Mike Bloomberg for President: On Gambling Issues, He’s No Sure Bet

Written by:
Thomas Somach
Published on:
Mike Bloomberg

U.S. President Barack Obama, a Democrat up for re-election next year, has plummetting poll numbers so his re-election is anything but assured.

The main opposition party, the Republicans, have no clear mandate as to who will be their nominee and challenge Obama in 2012.

To many, the opening for a credible third-party candidate who could run for President and win is wide enough for a Mack truck to drive through.

And the name most often mentioned in that role is New York City Mayor Michael Bloomberg, a lifelong Democrat who became a Republican when he successfully ran for mayor in 2001 (he's since be re-elected twice, in 2005 and 2009.)

Although he has repeatedly denied having any interest in running for President, in politics anything can happen, so that could change.

Especially if Obama's poll numbers remain low and whoever the Republicans nominate fails to catch fire.

As a Presidential candidate--and as President should he manage to win--how would Bloomberg stack up on issues of interest to the gambling community?

Gambling911.com, as part of its continuing series on the gambling views of the current and potential Presidential candidates, examined Bloomberg's record on all things gambling-related and discovered that he's a mixed bag.

At times he has supported gambling.

At other times he has opposed it.

So trying to predict how he'd come down on a future gambling issue as President of the United States would be as difficult as trying to predict an NFL score.

Nevertheless, here's what we found out:

According to the August 27, 2003 edition of the New York Post, Bloomberg the previous day suggested on his weekly local radio show that he'd like to see casinos legalized in New York City, considering that casinos already exist in nearby states and in upstate New York on Indian reservations, causing the Big Apple to lose out on potential gambling profits.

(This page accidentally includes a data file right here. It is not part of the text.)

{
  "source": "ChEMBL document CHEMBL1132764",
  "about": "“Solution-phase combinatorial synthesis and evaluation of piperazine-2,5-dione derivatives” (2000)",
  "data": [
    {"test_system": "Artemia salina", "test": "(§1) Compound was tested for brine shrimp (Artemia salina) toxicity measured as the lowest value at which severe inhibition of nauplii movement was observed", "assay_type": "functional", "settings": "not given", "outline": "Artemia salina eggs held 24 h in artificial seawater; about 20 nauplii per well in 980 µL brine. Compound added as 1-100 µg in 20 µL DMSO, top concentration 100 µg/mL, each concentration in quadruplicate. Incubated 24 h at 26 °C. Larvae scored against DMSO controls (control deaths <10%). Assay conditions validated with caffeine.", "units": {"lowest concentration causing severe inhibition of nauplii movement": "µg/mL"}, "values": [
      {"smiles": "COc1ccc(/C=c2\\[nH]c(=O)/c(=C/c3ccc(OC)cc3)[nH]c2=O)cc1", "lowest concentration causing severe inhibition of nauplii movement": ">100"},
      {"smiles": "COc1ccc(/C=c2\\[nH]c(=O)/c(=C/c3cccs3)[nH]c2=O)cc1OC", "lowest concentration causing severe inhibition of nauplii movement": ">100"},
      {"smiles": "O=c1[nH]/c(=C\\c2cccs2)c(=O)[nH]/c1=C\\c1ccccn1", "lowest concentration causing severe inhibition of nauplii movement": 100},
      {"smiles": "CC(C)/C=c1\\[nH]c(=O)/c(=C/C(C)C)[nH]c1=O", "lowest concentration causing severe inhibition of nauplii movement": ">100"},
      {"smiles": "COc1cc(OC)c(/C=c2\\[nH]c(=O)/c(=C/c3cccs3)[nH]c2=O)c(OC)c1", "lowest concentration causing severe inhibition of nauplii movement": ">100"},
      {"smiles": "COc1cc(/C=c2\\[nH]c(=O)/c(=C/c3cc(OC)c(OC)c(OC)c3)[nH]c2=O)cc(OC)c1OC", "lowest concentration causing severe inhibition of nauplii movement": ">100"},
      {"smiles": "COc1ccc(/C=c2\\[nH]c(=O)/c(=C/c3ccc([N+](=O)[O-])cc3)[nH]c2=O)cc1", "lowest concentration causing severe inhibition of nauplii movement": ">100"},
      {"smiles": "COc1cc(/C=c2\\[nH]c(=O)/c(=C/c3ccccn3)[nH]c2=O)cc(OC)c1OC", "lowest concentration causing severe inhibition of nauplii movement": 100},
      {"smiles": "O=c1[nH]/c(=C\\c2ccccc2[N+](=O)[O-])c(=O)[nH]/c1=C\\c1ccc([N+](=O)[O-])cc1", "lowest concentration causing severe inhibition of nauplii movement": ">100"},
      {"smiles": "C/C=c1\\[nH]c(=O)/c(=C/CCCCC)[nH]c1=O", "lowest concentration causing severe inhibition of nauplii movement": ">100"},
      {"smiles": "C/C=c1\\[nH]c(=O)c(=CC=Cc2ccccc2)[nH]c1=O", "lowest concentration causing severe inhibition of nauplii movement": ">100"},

"If everybody is going next door across a border, spending their money there, why not keep the money here?" the Post reported Bloomberg said on his show.

But just a little more than a year later, Bloomberg threw gambling under the bus.

According to the January 21, 2005 edition of the New York Post, Bloomberg the previous day said he was not enthusiastic about then-Governor George Pataki's proposal to build five video lottery casinos in New York City to help raise millions of dollars for state schools (video lottery terminals, or VLTs, are similar to slot machines).

"From a philosophical point of view, gambling tends to be regressive, and I don't know that that's the best way to balance the budget," the Post quoted Bloomberg as saying.

Almost three years after that, when New York City's off-track betting (OTB) industry was costing the city more than it earned for it, Bloomberg didn't want to save OTB, despite the fact that closing the city's 68 OTB parlors would have cost 1,500 people their jobs.

According to the October 19, 2007 edition of the New York Times, Bloomberg at a news conference the previous day said it may be time to close down the city's OTB operations, in order to get the city out of a long-troubled business.

Although the OTB's annual revenues exceed its annual operating expenses, resulting in annual profits, OTB has to turn over so much of those profits to the State of New York that the City of New York cannot reap any benefits, the mayor said.

"The State uses it (OTB) as a cash cow and the City has been subsidizing the State, and we are not going to continue to do that," the Times quoted Bloomberg as saying.

Less than a year later, Bloomberg set a date to shut down all New York City OTB parlors.

The June 13, 2008 edition of the New York Times reported that Bloomberg the previous day said at a news conference: "New York City is not going to lay off one cop, one firefighter or one teacher so that we can support a bookie operation. Period. End of story. This Sunday is the last day. If the State wants to take it over, fine. I’m happy to let them do it."

Days later, that's what happened.

A last-minute deal between then-Governor David Patterson and Bloomberg, whereby the City turned over its OTB operations to the State but still will share in the OTB profits, averted the threatened shutdown, according to the June 16, 2008 editon of the New York Times.

The newspaper quoted Bloomberg as saying the previous day: “Working with State leaders, we have put out to pasture a fiscally flawed arrangement with OTB, one that threatened to divert City funds from police and fire protection, public schools and other essential services."

So let the record show that Bloomberg favored casinos in New York City, before deciding to oppose them (to date none have been built).

He also favored letting the City's OTB parlors go belly up, but then changed his mind on that too.

Flip-flopping on gambling issues seems to be the norm, not the exception, for the diminutive, fast-talking billionaire mayor who was born in Boston and made his fortune starting Bloomberg News.

But to anyone familiar with politics, the flip-flops should be no surprise.

After all, Bloomberg made the biggest flip-flip possible in politics--changing political parties--just so he could have an easier road to getting elected mayor.

By Tom Somach

Gambling911.com Staff Writer


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